In the absence of direction from the EC, some European countries with larger economies are discussing what limited assurance standards to use when transposing CSRD into national law, Blomme tells RI. Some are said to be looking at international standards, while others – such as France – are adapting their own standards.
Blomme adds that it would be “helpful” if the EC gave an indication about its thinking on ISSA 5000, such as responding to the consultation.
There may be hope in this direction, however. IAASB’s chair Tom Seidenstein told RI this month that the organisation is “working closely” with the EC and other EU stakeholders to develop a standard that could be “the core of European assurance requirements”.
First-year reporting: what to expect
Given the uncertainty, what can we expect in the first year of reporting?
In the first few years, Lu believes there could be “a lot of variation” in terms of what assurance looks like and who is engaging in it. This will “hopefully become more uniform over time”, she says, reflecting feedback from investors, regulators and other stakeholders.
Blomme also expects what she calls a “patchwork” in terms of who is providing assurance, the standards being used and how it is being enforced. “It’s going to be a bit all over the place. There is not going to be a one-size-fits-all approach, forget about that.”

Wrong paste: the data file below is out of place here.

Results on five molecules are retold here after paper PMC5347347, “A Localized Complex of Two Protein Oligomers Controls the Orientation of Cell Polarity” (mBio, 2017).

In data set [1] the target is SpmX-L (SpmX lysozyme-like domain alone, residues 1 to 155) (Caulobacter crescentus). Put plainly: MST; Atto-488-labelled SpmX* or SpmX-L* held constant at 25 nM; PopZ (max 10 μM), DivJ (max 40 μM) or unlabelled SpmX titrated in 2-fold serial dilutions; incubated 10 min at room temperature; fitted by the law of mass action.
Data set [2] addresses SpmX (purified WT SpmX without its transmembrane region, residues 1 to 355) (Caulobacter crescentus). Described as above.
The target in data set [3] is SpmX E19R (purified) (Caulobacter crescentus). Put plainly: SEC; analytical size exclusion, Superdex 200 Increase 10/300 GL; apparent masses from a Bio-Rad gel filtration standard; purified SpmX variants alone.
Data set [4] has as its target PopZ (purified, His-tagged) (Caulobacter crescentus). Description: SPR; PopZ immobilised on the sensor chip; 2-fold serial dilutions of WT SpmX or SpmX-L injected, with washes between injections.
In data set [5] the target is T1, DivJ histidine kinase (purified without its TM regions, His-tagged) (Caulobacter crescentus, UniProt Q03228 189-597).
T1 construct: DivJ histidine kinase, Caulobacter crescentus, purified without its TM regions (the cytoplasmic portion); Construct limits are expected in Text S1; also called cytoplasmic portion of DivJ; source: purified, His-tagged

She notes that many large companies that will be reporting in 2026 are starting to work with consultants to prepare. But she expects that there will still be companies that are not ready and whose reporting may not be signed off by assurers at their first attempt.
“That’s not something necessarily that companies would need to be ashamed of,” she says. What matters is that the “trend is positive for them” over subsequent years.
But there is a question mark over how useful it will be if too many firms’ reporting is deemed insufficient by auditors, Bartels warns.
“The concern is that, because companies are not fully ready and auditors may also not be fully upskilled, many firms end up with qualified opinions. If we have too many of these, what does that tell us? What is the value of it?”
The lack of maturity in the market means companies must be their “own assurers for a while in many ways”, Lu adds.
Companies should focus on making sure that they have the right internal processes and procedures in place, she says. “You should not rely on your assurer to catch your mistakes” – especially given the enforcement actions that may come with mandatory reporting.
This could be especially important under CSRD, given that the information reported has been deemed material by the company itself – arguably building the case against itself should it report drastically incorrect or misleading information.
Above all, assurance insiders are keen to stress the unprecedented nature of CSRD and the workload it will bring with it.
Some jurisdictions have claimed that it will take just 70-80 hours for assurance practitioners to get to grips with the new legislation and disclosure standard.
Questioning such a low estimate, Blomme points out that even when assurers have got to grips with the theoretical side of things, there is still the practical one. The process, she says, is going to take a few years.